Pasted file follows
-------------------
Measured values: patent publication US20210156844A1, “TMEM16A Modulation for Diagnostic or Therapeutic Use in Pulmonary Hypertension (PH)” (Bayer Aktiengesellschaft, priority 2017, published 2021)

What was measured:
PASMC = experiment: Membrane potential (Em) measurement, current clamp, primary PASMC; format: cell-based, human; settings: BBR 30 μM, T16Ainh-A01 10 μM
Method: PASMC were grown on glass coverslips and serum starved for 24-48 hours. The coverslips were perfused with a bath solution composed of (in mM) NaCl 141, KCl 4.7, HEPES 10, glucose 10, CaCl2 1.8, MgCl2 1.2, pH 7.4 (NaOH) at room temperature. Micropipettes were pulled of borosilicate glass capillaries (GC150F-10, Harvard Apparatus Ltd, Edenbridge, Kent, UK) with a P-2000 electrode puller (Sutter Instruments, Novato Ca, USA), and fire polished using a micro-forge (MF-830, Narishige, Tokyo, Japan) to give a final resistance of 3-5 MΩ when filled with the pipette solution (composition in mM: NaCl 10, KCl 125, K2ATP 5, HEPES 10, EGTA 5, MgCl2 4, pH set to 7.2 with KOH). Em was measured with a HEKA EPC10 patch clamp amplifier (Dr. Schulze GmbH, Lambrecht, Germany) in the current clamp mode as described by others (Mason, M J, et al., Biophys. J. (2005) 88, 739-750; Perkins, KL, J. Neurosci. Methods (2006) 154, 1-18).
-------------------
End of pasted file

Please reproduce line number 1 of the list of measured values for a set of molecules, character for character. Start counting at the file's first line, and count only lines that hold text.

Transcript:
Measured values: patent publication US20210156844A1, “TMEM16A Modulation for Diagnostic or Therapeutic Use in Pulmonary Hypertension (PH)” (Bayer Aktiengesellschaft, priority 2017, published 2021)